Mar. 15, 2016

Finding Love-Living Love

“My love for you is great enough to make up the insufficiency, and strong enough in general to take everything on itself.”  Franz Kafka, Diaries, March 9, 1914

Love.  To feel love.  To be loved.  To believe there was something or someone who had a strong enough love for me was astonishing.  I didn’t understand it.  I was raised in a loving home with loving parents and a loving extended family.  I can’t blame anyone or anything for why I didn’t trust love.  I believe I was born with this sense of self-protection and guarding myself.  I can love with the best of them, but in my skewed thinking, I didn’t feel loved even when I intellectually knew I was being loved.  Love for me had to be a feeling, like being intoxicated.  I didn't seek love, but when I was told, "I love you,"  I became addicted to the way it made me feel.  This feeling prompted me at times to enter into relationships even if they were not emotionally healthy.  I don’t mean that the other person was bad, but the relationship or friendship may have not been healthy based upon my need for love which I did not know how to receive.  I blame no one for this.  It was the unhealthy part of me.  

 

I never acted on love first except when my children were born.  I loved them first without any fear, but with any other person or relationship I had to be ensured the other person loved me or liked me first.  I feared the rejection and needed the high that came with being liked or loved first.  I suppose this could be seen as narcissism, but my intentions were simply self-preservation.  I knew of no other way to keep myself protected.  This fear created a codependency.  I was not dependent on other people for my survival.  I was dependent upon their love and approval.  I needed this feeling to make me feel that I had value. I would also go to the extreme opposite of this and feel that I needed no one nor did I want their love or a relationship.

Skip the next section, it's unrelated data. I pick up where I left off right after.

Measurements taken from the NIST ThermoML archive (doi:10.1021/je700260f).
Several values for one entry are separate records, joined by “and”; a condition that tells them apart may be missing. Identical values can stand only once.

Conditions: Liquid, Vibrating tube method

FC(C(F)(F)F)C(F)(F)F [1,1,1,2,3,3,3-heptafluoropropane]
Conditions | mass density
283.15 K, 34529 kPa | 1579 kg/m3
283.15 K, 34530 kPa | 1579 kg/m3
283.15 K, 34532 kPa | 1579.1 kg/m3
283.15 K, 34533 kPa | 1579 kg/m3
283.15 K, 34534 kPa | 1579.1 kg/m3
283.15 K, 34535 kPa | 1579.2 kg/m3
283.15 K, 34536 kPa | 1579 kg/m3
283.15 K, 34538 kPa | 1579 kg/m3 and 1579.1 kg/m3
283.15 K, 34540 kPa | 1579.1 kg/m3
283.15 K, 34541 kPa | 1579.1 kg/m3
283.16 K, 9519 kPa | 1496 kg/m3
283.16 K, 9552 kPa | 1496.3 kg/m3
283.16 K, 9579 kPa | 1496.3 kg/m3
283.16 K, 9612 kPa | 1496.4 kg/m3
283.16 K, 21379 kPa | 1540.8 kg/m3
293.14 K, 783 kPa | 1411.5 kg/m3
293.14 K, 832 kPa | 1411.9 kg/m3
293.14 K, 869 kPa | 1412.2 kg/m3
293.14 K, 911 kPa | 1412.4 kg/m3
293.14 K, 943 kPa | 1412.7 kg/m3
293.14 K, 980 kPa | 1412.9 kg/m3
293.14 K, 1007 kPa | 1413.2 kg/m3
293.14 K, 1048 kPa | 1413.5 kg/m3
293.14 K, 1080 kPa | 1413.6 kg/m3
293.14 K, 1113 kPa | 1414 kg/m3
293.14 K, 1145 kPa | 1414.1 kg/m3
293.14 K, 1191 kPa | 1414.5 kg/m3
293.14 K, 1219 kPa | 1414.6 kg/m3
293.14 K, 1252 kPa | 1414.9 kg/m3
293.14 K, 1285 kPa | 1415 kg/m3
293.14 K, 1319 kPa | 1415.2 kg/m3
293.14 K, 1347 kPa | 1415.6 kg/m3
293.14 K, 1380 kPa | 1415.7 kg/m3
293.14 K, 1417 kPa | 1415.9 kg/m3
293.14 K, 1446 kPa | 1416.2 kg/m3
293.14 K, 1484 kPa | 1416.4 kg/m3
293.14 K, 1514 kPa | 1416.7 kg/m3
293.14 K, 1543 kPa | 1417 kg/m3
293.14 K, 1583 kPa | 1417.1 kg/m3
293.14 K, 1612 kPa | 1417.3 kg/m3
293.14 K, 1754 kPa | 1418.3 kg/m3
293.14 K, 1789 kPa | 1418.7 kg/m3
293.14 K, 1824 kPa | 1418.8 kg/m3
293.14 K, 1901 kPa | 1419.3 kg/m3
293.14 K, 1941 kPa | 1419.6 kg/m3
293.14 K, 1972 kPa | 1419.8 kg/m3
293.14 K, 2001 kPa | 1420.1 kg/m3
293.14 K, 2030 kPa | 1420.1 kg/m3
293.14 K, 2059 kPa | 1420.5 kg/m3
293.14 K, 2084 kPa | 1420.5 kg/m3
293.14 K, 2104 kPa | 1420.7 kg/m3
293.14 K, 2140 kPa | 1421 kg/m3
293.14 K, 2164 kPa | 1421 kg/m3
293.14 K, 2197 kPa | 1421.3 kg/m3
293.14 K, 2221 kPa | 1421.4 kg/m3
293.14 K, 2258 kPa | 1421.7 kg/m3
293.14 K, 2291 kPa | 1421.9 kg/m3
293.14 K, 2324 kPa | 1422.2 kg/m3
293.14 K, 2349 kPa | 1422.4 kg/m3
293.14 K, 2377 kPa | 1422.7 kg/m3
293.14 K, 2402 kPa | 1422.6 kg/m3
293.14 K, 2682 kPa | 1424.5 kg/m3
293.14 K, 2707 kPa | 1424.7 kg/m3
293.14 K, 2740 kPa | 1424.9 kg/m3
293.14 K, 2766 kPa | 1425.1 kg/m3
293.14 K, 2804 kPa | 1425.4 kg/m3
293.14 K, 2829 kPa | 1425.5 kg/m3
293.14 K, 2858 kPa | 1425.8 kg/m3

In recovery, my dependence upon a power greater than myself is essential to my recovery.  I must seek through prayer and meditation to improve my conscious contact with God as I understand him.  Even though I was raised in a spiritual and Christian home, I became rebellious about a relationship with God, because I didn’t seek relationships unless I got the feeling of being liked or loved.  Off and on during my life, I dabbled in a relationship with God, but the alcoholic in me always needed that feeling, that love high.  When the love high stopped, I stopped seeking the relationship.  Why try in a relationship when you don’t feel anything?  I knew the quotes, “God is always with us” or the poem about the footprints that God was carrying us when we thought we were alone, but I just thought that was manipulation.  I didn’t want to be manipulated.  As a young child through no fault of my parents nor the church, I began to feel I was being exploited by religion.  When I was six years old I “got saved.”  The next day I got to ride in the minister’s private airplane with my mother.  From this point on I felt conned by God and those who represented him.  As I got older, I understood the order of worship in the church service and what songs were being played to influence my emotions.  I began to loathe this.  This is not an indictment of religion; this is an indictment on my skewed thinking and how I viewed God’s love and inability to depend upon anyone, but myself.  I believed I could not trust anyone.  No one.  I had no faith in God’s love nor a person's love.  I felt so much love in my heart, but I was so afraid to let go and experience love in a healthy manner.  I just wanted to feel it.  Love is an action.  It is not a feeling.  I am learning this.  Love is stepping out there and giving without expecting something in return.  Love is commitment.  Love is being an instrument of peace in times of chaos.  Love is pardoning someone when I am wronged.  Love is understanding instead of being understood.  Love is not a feeling.  Love is an action.  I didn’t find God in a church.  I didn’t find God through another person.  I found my God in my brokenness.  It doesn’t matter if my God was there or not the entire time because I had to know my God was there.  I had to find my God.  We found each other.